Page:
These delicate flowers symbolize total remembrance and true love: they are heavily associated with Grandparent’s Day.
Myosotis from the Greek: “mouse’s ear”, after the leaf is a genus of flowering plants in the family Boraginaceae that are commonly called Forget-me-nots. Its common name was calqued from the French, “ne m’oubliez pas” and first used in English in c.1532.
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Silently, one by one, in the infinite meadows of Heaven,
Blossom the lovely stars, the forget-me-nots of the angels.
Henry Wadsworth Longfellow
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Courtesy Plant Species
The Forget-Me-Not flower is a favorite wild flower of many; however, this small, blue flower has been a symbol of both love and hope, adopted by many organizations.
There are about fifty species of the Forget-Me-Not flower, a member of the Boraginaceae plant family; however, the most common species of Forget-Me-Not is that of Myosotis sylvatica, the wood Forget-Me-Not. Myosotis sylvatica has small, blue flowers with yellow centers and grows to a height of no greater than one foot.
The wood Forget-Me-Not is a perennial plant, flowering usually in the Spring. It is a wild flower which grows in shady, damp areas such as woodlands and stream beds; the wood Forget-Me-Not is found in Europe, Asia and North America, although other species of Forget-Me-Not (primarily the Myosotis species) are found in New Zealand.

The Legend of the Forget-Me-Not
There are many myths and legends attached to the naming of the Forget-Me-Not flower; a German legend refers to the small, yet unnamed plant who cried out to God, “Forget me not, Lord!”. However, the most romantic legend as to how the Forget-Me-Not gained its name is a medieval legend.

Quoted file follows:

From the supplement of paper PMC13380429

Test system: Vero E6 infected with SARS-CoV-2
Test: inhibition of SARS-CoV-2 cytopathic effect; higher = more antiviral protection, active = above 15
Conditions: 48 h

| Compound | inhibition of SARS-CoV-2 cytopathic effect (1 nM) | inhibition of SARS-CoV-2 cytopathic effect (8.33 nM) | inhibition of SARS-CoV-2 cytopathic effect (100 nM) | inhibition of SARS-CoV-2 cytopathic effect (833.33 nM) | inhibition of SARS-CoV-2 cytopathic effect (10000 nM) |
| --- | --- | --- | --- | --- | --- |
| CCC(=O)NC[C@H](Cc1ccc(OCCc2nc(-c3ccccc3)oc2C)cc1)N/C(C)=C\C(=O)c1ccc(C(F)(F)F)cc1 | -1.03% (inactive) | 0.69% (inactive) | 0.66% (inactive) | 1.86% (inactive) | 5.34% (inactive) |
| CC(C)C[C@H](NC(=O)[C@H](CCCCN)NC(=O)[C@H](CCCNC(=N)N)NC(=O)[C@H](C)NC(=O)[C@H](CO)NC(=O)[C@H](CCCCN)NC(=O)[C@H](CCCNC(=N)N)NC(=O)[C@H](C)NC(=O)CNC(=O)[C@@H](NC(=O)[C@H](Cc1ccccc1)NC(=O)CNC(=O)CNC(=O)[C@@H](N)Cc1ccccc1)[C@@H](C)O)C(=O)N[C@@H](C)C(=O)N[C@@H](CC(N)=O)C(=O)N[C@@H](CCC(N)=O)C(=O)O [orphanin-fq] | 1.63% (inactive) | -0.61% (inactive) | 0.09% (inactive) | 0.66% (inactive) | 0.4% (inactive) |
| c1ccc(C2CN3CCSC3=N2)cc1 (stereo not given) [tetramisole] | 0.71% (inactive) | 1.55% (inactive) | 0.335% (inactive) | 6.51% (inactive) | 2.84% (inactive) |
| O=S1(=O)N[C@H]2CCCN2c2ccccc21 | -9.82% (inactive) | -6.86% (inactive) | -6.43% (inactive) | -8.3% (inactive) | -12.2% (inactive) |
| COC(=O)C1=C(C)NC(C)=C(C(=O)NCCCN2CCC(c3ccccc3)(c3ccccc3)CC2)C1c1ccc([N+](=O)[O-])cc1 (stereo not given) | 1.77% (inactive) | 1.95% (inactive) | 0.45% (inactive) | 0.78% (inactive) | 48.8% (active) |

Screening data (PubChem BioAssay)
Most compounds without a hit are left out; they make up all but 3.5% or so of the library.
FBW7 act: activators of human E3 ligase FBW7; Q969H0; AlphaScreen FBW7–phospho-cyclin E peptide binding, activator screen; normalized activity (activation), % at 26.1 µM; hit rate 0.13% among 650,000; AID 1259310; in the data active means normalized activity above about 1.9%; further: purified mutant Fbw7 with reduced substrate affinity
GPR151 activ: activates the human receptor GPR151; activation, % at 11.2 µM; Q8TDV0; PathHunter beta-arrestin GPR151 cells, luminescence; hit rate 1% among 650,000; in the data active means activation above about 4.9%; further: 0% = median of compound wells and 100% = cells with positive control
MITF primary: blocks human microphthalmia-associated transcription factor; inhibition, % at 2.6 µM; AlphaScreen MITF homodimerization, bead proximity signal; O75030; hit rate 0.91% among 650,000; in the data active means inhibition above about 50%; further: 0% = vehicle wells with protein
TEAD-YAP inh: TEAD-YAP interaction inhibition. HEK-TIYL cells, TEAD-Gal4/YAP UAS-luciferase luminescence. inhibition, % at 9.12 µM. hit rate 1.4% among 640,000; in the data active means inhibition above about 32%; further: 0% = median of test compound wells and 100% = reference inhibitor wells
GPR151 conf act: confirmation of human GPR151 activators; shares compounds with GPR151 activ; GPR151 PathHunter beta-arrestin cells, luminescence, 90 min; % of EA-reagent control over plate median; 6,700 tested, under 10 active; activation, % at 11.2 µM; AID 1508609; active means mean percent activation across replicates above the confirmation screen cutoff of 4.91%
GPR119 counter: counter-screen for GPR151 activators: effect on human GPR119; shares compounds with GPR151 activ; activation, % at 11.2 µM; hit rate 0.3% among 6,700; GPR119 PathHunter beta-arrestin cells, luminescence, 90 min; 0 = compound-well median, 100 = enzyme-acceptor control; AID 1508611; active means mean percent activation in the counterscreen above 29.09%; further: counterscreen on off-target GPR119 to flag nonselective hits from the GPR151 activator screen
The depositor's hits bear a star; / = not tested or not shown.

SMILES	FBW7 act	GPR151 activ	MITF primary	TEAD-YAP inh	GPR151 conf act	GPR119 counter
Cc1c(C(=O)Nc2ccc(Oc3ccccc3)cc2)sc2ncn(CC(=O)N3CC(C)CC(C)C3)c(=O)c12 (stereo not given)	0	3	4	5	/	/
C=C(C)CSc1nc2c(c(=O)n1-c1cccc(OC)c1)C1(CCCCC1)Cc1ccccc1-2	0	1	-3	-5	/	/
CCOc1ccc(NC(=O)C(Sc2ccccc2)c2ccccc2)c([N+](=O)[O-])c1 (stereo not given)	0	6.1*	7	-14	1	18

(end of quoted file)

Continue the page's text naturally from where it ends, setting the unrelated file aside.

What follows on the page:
A knight was said to be choosing some flowers for his sweetheart, who was walking with him, when he fell into the river, due to the weight of his armor; the knight is said to have thrown the blue flowers to his sweetheart on the river bank crying, “Forget-Me-Not”.
Forget-Me-Not – a Symbol of Love
In the Victorian language of flowers, the Forget-Me-Not flower was interpreted as meaning faithful or true love; the Forget-Me-Not was also exchanged between Lady Chatterley and her lover in D.H. Lawrence’s novel Lady Chatterley’s Lover. It is also said that in 15th century Germany, the Forget-Me-Not was worn by one lover in recognition of not forgetting the other.
Forget-Me-Not – a Symbol of Remembrance
The Forget-Me-Not has been used as a symbol of remembrance for those who have suffered or have been lost in war; in Newfoundland, Canada, Forget-Me-Not flowers are worn on July 1 each year in memory of those who died in World War I. The Forget-Me-Not is also worn as a Masonic symbol in recognition of those who have suffered in the name of Freemasonry, particularly during the Nazi regime of World War II.
Forget-Me-Not – a symbol of North America
The Forget-Me-Not is a symbol of Alaska, as it is the state flower. The Forget-Me-Not flower has also been adopted as a symbol for Canada’s Alzheimer Society; Alzheimer’s disease is the progressive mental deterioration of the brain, hence the Forget-Me-Not symbol of memory loss.

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